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iCharting: Web, Desktop and Phone Applications for Mood Tracking
updated August, 2013

Okay, okay: now there are bunch of these programs (why did it take so long?).  I can't even keep up anymore. Here are three that seem to have what you might want. The research tool I've tried myself.  The other two seem so simple or well worked out, they've made the list here, but there are more out there I've not examined. Options 2 and 3 are available for both iPhone and Android. 

1. Suppose all you wanted to do was rate your mood every day (not sleep, exercise, or anxiety). That might make it so simple you'd actually do it most of the time!  For that, there's a free simple clean program, web or iPhone (Android "coming soon", as of 9/2012, but they have been saying that for a while...). MoodPanda.   

2. If you want to chart mood and sleep and anxiety, and have your fully private results support a research effort (with daily reminders to chart, which is nice if you need it and can be turned off if you don't) , you want BeatingBipolar.  They have iPhone and Android versions.  You can have your medical provider look at your chart in advance of a visit by sending your log-in info. 

3. However, if you want a full program that's been revised for several years, now very slick, that may be the Optimism program (desktop/laptop, or handheld, Apple or Windows). This is a commercial grade product. I don't know how they are managing to offer this for free (maybe because they're marketing it for clinicians?). 

THE ABSOLUTE ULTIMATE BEST: This is not available quite yet (as of August, 2013), but there is an Android program which not only allows you to enter your own data but also uses your Android to summarize the frequency of your phone calls, texts, and exercise ( and even just how much you move around on average). The research team developing it has published a description of this program and how they are testing itKessing; the short version of that report is that they definitely have this working and it is probably the ultimate mood/energy tracking system.  It should be only a matter of time before this system, which gathers much more objective data about what is really going on, is available commercially.  

 

 


If for some reason you want to go back to 2010, i.e. the dark ages, to my previous report on all this, here you go: 

Here is a late-2010 assessment by an experienced user. Thank you Cyclothymia. I can't comment on her evaluations because I have even less experience with the products, but you'll find this a useful summary. I have no relationship with any of these companies.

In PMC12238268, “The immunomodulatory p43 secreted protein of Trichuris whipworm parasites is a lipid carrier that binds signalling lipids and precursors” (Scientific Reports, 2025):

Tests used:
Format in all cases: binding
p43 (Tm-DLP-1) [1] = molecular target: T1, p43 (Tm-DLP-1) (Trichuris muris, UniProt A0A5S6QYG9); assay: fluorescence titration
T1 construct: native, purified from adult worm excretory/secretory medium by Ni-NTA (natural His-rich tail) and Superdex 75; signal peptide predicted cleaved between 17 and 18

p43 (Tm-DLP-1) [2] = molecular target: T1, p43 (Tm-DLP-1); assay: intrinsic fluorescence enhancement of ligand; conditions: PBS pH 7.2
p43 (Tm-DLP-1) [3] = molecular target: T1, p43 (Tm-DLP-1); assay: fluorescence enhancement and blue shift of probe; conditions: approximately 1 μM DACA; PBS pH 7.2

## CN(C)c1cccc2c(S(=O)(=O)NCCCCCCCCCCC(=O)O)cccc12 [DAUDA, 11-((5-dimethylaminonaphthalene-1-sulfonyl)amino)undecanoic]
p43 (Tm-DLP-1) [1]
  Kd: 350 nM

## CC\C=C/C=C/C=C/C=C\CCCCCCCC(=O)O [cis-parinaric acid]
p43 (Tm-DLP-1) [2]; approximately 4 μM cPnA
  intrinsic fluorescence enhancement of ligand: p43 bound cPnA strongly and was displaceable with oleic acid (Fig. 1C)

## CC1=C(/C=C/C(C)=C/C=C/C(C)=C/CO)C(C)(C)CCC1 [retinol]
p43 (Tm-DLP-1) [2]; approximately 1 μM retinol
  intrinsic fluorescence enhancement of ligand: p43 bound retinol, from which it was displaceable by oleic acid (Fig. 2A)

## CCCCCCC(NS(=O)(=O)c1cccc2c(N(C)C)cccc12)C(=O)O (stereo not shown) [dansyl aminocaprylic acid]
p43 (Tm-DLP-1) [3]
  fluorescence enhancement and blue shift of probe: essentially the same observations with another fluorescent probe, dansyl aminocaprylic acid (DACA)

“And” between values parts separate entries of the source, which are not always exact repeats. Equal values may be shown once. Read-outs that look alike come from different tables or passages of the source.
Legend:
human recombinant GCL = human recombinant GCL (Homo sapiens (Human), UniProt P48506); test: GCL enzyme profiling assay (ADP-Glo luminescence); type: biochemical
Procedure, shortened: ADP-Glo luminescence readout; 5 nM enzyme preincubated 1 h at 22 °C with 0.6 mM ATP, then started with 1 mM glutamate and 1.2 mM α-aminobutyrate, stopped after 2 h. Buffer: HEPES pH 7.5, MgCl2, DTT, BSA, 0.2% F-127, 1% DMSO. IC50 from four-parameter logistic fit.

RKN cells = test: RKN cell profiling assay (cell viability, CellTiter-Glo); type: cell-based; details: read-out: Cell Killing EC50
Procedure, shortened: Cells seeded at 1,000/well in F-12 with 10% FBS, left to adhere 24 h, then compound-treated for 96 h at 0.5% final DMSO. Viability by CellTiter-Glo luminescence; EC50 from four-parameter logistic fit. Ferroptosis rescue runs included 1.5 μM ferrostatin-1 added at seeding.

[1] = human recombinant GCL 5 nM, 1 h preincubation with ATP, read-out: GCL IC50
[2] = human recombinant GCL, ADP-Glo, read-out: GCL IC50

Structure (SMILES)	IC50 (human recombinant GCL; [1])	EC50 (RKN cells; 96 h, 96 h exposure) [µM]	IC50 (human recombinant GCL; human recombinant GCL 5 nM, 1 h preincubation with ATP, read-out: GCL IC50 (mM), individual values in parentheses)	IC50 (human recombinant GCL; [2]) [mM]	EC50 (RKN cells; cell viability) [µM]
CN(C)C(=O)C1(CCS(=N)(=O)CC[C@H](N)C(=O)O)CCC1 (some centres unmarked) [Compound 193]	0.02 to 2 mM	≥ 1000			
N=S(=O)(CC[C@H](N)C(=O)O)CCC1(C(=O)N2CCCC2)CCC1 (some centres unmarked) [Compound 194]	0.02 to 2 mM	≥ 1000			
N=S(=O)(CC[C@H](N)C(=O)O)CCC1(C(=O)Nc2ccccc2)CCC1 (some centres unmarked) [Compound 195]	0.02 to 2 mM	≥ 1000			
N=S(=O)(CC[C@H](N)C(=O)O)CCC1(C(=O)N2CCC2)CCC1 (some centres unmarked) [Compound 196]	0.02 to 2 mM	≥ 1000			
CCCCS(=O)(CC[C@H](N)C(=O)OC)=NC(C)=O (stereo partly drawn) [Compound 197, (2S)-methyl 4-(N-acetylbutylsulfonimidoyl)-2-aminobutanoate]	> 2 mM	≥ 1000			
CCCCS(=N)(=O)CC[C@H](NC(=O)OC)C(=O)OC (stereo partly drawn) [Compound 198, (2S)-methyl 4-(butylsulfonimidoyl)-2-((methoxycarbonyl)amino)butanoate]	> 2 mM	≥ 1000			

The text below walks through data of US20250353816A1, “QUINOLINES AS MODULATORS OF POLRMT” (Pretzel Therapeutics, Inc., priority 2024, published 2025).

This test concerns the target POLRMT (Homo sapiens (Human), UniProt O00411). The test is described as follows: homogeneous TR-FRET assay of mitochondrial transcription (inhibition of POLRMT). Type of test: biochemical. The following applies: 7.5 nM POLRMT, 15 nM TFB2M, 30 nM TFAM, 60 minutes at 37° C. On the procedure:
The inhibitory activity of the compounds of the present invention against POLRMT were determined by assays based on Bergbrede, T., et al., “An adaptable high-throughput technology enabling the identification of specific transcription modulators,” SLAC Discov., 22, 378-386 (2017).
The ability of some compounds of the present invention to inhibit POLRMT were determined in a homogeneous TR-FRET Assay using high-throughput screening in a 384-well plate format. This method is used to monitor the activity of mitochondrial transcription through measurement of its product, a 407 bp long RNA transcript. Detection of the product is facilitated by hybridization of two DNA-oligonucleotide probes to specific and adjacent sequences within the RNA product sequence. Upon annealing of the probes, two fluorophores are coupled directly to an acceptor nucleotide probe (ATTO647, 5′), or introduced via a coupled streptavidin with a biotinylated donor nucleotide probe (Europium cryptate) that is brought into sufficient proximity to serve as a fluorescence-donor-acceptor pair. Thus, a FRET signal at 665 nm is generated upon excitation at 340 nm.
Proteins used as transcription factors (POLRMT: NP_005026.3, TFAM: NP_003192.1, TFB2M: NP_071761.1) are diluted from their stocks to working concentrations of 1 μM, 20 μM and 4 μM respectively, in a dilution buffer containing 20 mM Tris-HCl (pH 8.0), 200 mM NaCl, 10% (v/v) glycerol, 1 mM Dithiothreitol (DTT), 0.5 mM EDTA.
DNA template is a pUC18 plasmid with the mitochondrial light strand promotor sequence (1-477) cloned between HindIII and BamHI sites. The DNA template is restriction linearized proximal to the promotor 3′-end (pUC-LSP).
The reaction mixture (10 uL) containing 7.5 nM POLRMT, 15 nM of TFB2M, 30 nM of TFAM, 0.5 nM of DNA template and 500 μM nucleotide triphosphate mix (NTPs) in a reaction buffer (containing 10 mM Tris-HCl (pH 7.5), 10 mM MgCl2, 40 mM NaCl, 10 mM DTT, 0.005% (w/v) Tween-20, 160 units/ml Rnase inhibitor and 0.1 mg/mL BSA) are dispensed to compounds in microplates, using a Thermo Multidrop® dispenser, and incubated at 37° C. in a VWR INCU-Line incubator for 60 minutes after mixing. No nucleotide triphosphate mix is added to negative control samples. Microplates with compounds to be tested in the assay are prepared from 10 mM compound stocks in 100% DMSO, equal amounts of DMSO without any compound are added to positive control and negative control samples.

If you find a really good electronic moodcharting system that's free or costs less than $15, email me please, and if the product looks good to me I will post a note about it here. 

Cyclothymia comments below on:
ChronoRecord           bStable        Optimism products      Moodifi
Medhelp       Android/Blackberry apps         PsychCentral      Moodtracker 

ChronoRecord is only available on the Windows Platform. (I haven't tried it yet.)
 
bStable is now available, for Windows and Mac, starting from $99.  It looks really amazing but I haven't had the chance to try it for real.
 
Optimism is available not only as an iPhone/iPod app, but also as a web client, or a software version for both Windows and Mac for $39.95.  I've been trialing this and while it's reasonably powerful and has the great idea of including common triggers etc., it does not handle mixed states at all! (Kind of a deal breaker if you have mixed states).
There are a lot of iPhone/iPod apps that will do mood tracking but most of them are pretty useless IMO... Moodifi is a reasonable one.  You can take tests that will assess your mood (although tests often don't quite capture your level of psychic pain) -- depression, anxiety and mania, as well as test for functioning, medication and substance.  I actually don't like it much personally, but it has a cool feature where you input the numbers of a friend, family member, your therapist and an emergency number so when you report suicidal ideation it immediately brings up a list asking if you'd like to call someone, and you can just touch the label to call.
 
MedHelp have their own mood tracker (http://www.medhelp.org/land/mood-tracker) which is alright but I don't think it's very well organised visually (I always feel like you should be able to understand a graph very quickly when you look at it).
 
There is also at least one mood tracker for Android phones (http://www.androidfreeware.net/download-t2-mood-tracker.html) and Blackberries (http://appworld.blackberry.com/webstore/content/8741) which at least look alright but I haven't tested them because I don't have those phones.  I figured I'd mention them anyway in case you knew someone who could test them (all of my friends have iPhones!) and so you knew something at lest existed.
The Psych Central Mood Tracker (http://psychcentral.com/quizzes/mood-tracker/index.php) has a really nice visual organisation, but it uses tests rather than human judgement so today it "diagnosed" me as manic when I'm really on the depressed side of mixed (I don't think it does mixed states though).
 
Really the best mood tracker I've used is moodtracker.com -- it's not "pretty" but it's functional enough, handles mixed states, tracks sleep, medication and menstruation, and the visual organisation is reasonable.  Unfortunately I only recommend it because it is a matter of "it sucks less than the rest of the ones I can afford".